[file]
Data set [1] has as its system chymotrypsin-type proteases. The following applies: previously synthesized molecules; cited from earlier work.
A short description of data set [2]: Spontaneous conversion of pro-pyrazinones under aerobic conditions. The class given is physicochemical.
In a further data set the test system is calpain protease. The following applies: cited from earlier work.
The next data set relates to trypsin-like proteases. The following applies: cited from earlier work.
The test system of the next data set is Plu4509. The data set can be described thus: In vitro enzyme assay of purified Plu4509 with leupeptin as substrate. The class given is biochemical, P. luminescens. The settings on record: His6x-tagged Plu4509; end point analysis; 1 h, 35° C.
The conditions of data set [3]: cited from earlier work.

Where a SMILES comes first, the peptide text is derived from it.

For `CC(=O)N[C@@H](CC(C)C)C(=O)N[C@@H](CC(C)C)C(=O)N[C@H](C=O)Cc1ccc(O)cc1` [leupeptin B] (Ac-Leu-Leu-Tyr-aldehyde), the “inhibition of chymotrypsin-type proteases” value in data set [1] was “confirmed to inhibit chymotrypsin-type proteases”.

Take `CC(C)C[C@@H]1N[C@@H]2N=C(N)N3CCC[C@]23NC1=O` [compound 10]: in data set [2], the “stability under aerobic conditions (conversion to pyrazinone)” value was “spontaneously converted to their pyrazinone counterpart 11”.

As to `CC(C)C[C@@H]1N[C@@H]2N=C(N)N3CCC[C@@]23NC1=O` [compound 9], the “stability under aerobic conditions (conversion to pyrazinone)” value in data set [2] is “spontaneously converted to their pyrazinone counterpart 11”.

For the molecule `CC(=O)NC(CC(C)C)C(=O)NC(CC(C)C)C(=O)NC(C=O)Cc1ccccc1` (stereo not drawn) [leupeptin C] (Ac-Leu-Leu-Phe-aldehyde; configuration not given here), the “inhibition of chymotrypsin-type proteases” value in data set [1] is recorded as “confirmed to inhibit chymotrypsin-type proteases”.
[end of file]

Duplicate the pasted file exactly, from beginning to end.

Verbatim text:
Data set [1] has as its system chymotrypsin-type proteases. The following applies: previously synthesized molecules; cited from earlier work.
A short description of data set [2]: Spontaneous conversion of pro-pyrazinones under aerobic conditions. The class given is physicochemical.
In a further data set the test system is calpain protease. The following applies: cited from earlier work.
The next data set relates to trypsin-like proteases. The following applies: cited from earlier work.
The test system of the next data set is Plu4509. The data set can be described thus: In vitro enzyme assay of purified Plu4509 with leupeptin as substrate. The class given is biochemical, P. luminescens. The settings on record: His6x-tagged Plu4509; end point analysis; 1 h, 35° C.
The conditions of data set [3]: cited from earlier work.

Where a SMILES comes first, the peptide text is derived from it.

For `CC(=O)N[C@@H](CC(C)C)C(=O)N[C@@H](CC(C)C)C(=O)N[C@H](C=O)Cc1ccc(O)cc1` [leupeptin B] (Ac-Leu-Leu-Tyr-aldehyde), the “inhibition of chymotrypsin-type proteases” value in data set [1] was “confirmed to inhibit chymotrypsin-type proteases”.

Take `CC(C)C[C@@H]1N[C@@H]2N=C(N)N3CCC[C@]23NC1=O` [compound 10]: in data set [2], the “stability under aerobic conditions (conversion to pyrazinone)” value was “spontaneously converted to their pyrazinone counterpart 11”.

As to `CC(C)C[C@@H]1N[C@@H]2N=C(N)N3CCC[C@@]23NC1=O` [compound 9], the “stability under aerobic conditions (conversion to pyrazinone)” value in data set [2] is “spontaneously converted to their pyrazinone counterpart 11”.

For the molecule `CC(=O)NC(CC(C)C)C(=O)NC(CC(C)C)C(=O)NC(C=O)Cc1ccccc1` (stereo not drawn) [leupeptin C] (Ac-Leu-Leu-Phe-aldehyde; configuration not given here), the “inhibition of chymotrypsin-type proteases” value in data set [1] is recorded as “confirmed to inhibit chymotrypsin-type proteases”.